Choosing a Dispute Board – Preliminary Considerations

In practice, it is the Employer who will decide whether or not to have a dispute board (DB) on his project. So what are the criteria which he needs to look at when making this decision?

I suggest there are a combination of practical, financial and legal matters. This puts the Engineer, the Quantity Surveyor and the Employer’s legal advisors in the spotlight (so I hope some of them are reading this, or that readers will put these points to them).

So let’s ask ourselves some questions..

On the practical side, what do you think might influence the decision? Remember that a DB is there to firstly try to avoid and prevent disputes.

When do potential disputes start to arise?

Think about ground conditions. The main issue here is usually foreseeability and the Employer and Engineer’s desire to attribute the quality of clairvoyance to the Contractor. It might be a good start to attribute this type of risk differently by placing a contract for ground investigation on a cost reimbursable basis, with the Employer and Engineer taking a close hand in managing this part of the project, with a standing DB appointed to give advice and possibly decisions on the narrow issue of costs.

If this strategy is not adopted, the need for a standing DB becomes more urgent, as claims may well arise at an early stage. Dispute prevention then can help ensure relationships are not soured from the outset.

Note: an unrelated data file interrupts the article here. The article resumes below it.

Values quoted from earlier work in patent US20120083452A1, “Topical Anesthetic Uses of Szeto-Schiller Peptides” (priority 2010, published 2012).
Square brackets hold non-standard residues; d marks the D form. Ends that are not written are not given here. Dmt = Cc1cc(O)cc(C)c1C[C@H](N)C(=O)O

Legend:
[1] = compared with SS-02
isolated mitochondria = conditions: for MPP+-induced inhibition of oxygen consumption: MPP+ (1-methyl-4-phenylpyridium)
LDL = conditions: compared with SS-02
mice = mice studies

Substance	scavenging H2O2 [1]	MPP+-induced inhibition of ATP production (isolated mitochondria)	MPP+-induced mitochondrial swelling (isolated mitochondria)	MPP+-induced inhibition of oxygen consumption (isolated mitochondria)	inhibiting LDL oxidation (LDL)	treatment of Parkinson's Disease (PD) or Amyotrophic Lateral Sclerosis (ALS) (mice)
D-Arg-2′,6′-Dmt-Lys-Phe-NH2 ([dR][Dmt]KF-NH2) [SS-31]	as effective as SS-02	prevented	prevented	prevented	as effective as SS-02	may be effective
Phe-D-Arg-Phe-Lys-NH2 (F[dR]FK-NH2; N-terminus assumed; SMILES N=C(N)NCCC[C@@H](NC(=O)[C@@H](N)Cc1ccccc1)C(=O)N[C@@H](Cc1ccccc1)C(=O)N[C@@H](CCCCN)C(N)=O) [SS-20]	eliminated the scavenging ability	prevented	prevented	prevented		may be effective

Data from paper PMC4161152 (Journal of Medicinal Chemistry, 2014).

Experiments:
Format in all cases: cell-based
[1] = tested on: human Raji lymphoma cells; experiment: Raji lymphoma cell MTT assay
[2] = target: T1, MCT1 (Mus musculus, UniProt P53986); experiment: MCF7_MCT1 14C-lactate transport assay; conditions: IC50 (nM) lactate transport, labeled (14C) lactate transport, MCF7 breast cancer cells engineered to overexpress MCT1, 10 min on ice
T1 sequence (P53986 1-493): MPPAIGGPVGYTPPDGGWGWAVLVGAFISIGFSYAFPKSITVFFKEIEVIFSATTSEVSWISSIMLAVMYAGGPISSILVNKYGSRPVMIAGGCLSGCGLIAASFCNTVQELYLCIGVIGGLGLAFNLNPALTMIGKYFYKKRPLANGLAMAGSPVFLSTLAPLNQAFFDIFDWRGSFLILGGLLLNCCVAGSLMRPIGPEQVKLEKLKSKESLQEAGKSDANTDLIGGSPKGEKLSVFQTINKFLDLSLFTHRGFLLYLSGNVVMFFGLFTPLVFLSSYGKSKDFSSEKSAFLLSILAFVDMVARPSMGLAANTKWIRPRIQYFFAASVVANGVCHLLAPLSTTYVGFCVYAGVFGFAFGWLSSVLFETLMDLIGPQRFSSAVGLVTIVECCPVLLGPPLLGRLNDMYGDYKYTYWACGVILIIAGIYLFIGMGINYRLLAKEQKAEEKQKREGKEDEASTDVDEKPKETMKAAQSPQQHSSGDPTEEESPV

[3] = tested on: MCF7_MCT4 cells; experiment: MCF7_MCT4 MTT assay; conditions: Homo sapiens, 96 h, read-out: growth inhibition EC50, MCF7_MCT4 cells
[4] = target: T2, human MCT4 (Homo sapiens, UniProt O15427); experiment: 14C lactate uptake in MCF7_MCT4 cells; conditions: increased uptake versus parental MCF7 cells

What other practical risks are there? Can you think of some? Design, specification clauses?

These can be specific to a project. They can be fertile ground for claims. Standard conditions of contract do not allow quite so much room for manoeuvre.

What sort of financial issues flow from the practical risks? Complex design, uncertainty as to quantities? How can a DB help with those?

The legal issues may well relate to the very existence of the project and can involve third parties, such as planning and building control officers.

Can you think of some other legal issues which may affect the project? Think of other third parties.

Let me know your thoughts by commenting below and we can generate some discussion and possibly argument – but not disputes, of course!

This article was written by guest writer and listed DB MENA practitioner, John Papworth.